You reach the first par 3 on your local course and you want to hit the green and get a putt for birdie. You check the yardage and you check the wind. You notice the hole is playing slightly downhill. Looking for as much information as possible, you ask your playing partner, “what club are you hitting”. He responds, “I am going to hit 8-iron”.
You decide you need to hit 6-iron to have any chance of reaching the green. Are you really short or is your friend really long? Do your clubs not go as far as they should? Is there a problem with your equipment or your swing technique?
So that leads us into golf club distances; how far should you reasonably expect to hit your clubs and does how far you can hit a golf ball have a direct impact on your score?
Well, it could, but never forget consistency probably plays a bigger role in your current handicap. Let’s look closer.
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How far should I hit a 7-iron?
Tiger’s caddie, Joe LaCava, would tell you that Tiger hits his 7-iron 170 yards on average, but that probably isn’t the best measuring stick for amateur players.
Irons are designed to have a difference in yardage of ~10 yards for most players. In other words, if you hit your 5-iron 170 yards, you probably hit your 6-iron ~160. There will be variance amongst players of the same handicap due to type of club and swing speed, but a 7-iron going 140 yards is typical for the average player.
With that number in mind, you can figure that the average 8-iron would be 130, 6-iron would be 150, etc. The driver and woods will be different.
Driver distance varies the most from golfer to golfer. Age and handicap play a significant role in how far it travels. For the average player, a straight drive may go 225 yards. A 3-wood, closer to 200 yards.
How far should a beginner golfer hit the ball?
To answer this question, we need to consider the factors that lead to distance. The key ones are swing speed and consistency of the strike (hitting the ball solid). Just because you are a beginner doesn’t mean you won’t have swing speed. You may swing the club very fast the first time you try.
The challenge for a beginner will be hitting the ball consistently. You may crush 1 out of 10, but the other 9 may not travel very far at all (hopefully, no whiffs). In other words, a beginner won’t necessarily be shorter than a more experienced player, but the beginner’s variance will be much larger.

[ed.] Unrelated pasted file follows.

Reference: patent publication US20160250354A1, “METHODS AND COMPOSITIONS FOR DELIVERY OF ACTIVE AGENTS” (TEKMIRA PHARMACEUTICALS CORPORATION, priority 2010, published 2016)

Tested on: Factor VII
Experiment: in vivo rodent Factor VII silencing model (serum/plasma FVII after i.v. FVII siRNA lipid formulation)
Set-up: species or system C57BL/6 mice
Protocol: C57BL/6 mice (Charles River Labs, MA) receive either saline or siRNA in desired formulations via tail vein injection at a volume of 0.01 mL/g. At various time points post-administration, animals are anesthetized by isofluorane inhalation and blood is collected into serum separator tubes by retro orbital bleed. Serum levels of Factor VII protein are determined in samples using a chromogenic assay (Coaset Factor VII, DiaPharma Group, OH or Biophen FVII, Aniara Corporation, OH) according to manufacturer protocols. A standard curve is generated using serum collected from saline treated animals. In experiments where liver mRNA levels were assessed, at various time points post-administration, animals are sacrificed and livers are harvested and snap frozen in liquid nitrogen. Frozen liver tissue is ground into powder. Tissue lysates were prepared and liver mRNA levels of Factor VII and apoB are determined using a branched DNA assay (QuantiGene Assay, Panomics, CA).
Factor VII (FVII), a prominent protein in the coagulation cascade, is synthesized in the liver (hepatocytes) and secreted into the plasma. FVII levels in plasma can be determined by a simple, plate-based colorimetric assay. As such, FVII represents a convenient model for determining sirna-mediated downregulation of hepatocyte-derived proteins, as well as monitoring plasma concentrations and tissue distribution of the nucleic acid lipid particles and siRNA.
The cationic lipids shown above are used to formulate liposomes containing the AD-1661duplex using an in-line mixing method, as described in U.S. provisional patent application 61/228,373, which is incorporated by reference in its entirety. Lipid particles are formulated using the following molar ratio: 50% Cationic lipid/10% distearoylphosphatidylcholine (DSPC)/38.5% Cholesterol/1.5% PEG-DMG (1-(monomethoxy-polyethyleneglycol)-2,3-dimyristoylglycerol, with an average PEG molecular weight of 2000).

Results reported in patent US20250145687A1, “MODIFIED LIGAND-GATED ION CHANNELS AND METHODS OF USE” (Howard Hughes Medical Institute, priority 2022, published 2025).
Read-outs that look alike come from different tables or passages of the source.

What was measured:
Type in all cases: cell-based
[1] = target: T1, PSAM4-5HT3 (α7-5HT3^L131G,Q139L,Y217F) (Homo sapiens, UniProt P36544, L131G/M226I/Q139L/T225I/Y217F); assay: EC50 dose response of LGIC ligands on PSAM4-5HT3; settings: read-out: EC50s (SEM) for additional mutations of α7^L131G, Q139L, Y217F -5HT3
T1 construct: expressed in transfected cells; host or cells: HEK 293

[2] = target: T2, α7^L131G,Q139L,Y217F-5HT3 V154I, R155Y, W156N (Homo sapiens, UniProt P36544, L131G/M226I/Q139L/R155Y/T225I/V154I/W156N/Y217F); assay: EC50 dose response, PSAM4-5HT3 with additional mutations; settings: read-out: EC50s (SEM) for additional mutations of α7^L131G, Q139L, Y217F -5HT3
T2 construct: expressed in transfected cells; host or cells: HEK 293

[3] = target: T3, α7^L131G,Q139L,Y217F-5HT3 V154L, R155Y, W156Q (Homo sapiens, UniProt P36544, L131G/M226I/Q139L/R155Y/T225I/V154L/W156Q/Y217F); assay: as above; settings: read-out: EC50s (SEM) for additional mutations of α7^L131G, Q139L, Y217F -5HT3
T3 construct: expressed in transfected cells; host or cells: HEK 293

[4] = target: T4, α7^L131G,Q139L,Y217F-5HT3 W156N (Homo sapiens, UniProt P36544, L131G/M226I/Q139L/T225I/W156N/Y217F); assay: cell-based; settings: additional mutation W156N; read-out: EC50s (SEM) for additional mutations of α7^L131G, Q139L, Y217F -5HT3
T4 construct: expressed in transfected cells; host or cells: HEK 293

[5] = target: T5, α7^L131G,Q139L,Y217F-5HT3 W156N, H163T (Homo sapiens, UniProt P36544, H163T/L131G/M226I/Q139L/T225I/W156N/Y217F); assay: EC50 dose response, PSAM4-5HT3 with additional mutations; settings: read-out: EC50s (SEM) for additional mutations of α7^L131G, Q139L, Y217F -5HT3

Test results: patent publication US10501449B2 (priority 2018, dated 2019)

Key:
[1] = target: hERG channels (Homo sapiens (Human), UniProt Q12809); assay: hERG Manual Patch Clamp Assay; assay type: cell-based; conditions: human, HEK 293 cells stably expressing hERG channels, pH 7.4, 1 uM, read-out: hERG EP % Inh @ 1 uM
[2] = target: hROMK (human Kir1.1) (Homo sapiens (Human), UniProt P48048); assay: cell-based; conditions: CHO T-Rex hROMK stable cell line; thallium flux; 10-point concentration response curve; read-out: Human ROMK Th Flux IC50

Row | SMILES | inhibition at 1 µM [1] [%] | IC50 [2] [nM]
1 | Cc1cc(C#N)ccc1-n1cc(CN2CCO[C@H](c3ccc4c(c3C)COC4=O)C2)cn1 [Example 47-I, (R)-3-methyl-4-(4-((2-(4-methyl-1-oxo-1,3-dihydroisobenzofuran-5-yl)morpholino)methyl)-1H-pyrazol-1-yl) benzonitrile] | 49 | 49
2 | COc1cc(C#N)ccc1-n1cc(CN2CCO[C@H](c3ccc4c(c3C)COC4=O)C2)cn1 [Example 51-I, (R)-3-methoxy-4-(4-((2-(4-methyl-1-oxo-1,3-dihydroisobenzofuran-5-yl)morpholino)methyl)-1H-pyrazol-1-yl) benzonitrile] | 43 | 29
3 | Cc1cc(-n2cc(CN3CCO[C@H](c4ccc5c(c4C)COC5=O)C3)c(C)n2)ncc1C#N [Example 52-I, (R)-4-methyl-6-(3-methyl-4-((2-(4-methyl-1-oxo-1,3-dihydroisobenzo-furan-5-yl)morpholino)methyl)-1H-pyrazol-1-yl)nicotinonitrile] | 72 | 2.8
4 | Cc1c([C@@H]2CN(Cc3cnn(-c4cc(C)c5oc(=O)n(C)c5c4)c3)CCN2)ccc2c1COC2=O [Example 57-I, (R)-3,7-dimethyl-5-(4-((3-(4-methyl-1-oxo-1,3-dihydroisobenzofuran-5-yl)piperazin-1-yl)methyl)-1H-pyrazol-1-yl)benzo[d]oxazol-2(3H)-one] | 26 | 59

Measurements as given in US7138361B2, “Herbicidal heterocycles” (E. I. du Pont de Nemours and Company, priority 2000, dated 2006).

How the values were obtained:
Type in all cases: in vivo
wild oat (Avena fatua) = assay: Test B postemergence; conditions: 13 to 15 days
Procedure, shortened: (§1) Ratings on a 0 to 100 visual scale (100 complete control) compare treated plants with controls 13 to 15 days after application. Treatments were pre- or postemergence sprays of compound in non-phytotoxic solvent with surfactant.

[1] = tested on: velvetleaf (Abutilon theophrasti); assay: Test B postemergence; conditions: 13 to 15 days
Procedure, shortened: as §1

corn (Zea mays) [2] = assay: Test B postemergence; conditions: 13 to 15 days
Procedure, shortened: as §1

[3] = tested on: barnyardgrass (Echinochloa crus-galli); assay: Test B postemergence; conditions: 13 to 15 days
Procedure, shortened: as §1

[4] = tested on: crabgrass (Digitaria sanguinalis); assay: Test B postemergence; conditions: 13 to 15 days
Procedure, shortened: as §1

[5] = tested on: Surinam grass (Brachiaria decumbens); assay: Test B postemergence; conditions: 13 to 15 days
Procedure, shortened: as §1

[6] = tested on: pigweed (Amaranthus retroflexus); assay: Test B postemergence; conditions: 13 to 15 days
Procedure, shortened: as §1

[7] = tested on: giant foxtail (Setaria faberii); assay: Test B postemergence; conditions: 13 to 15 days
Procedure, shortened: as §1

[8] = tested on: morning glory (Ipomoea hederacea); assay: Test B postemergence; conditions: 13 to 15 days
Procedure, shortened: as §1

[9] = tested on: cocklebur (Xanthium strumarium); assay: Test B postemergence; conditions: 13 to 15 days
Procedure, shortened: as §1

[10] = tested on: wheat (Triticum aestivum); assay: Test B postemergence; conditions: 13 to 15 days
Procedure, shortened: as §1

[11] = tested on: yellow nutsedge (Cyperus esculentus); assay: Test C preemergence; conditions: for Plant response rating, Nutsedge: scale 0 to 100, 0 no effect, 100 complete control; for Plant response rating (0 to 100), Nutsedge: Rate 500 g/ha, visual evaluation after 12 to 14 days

A player trying golf for the first time is very likely to hit a 7-iron 140 yards, but will it be on target and can they do it more than once?
If you are a beginner trying to gauge distance, you may want to factor in the probability of hitting it perfect. If your perfect 7-iron goes 140 yards, you may want to hit it on the course from 130-135 yards, allowing for a bit of an off-center strike.
Does distance really matter? Is longer, better?
Most golfers become infatuated with distance. How many times in a casual golf conversation have you been asked, “How far do you hit your driver”? How much does distance really matter? Will a player who hits his driver 225 yards and hits every fairway beat a player who hits it 300 yards, but is constantly in trouble (woods, bunkers, OB)? The straight player wins every day and twice on Sunday!
With that being said, where does distance impact your scorecard? Within reason, the distance you hit your irons doesn’t really matter – consistency is the key. If you have to hit 5-iron from 150-yards, but you can consistently hit the green, it doesn’t matter if you opponent is hitting 7-iron. With your irons, don’t worry about how far, worry about how straight.
What about your driver? There is no doubt that distance off the tee is an advantage. You need to be able to keep it in play but being longer means shorter shots to par 4s and potentially reaching par 5s in two. This will impact your score and your handicap.
The good news is that the modern driver is probably the easiest club to hit in your bag. The head is gigantic, the sweet spot is large, and you get to place it on a tee. Your driver swing is the one time you should give it 100% – all your power.
A simple drill to add some speed
If you still struggle to get distance off the tee, try a quick drill. Do you have an aiming stick? If not, use one of your irons, but hold it by the head. Now take a swing, swinging as hard as you can.
Where do you hear the “whoosh” sound? Many beginners and high handicappers will hear the sound at the top of their swing or prior to the impact position. This means their maximum power is being wasted before they reach the golf ball. Obviously, you would like your maximum speed to be at impact.
The goal of this drill is to hear the “whoosh” at the bottom of your swing or even just past impact position. Once you hear it there, hit some drivers. This should help you gain some yardage.
Final thoughts on golf club distances
How far you hit your clubs will depend on several factors. Age, skill, technique, flexibility, and strength, to name a few, but the key is knowing how far you hit your clubs. If you have ever listened to a PGA tour pro discuss club selection, they know how far they hit each club down to the yard. Do you know your distances that well? The next time you visit the driving range try to make a chart of yardage for each club in your bag.
As you play more golf, you will gain distance. You will start hitting the ball more solidly on a more consistent basis and this will give you some additional yardage.
You don’t have to be long to be good at golf – you can be an elite player with below average distance. Consistency is the attribute that truly separates players.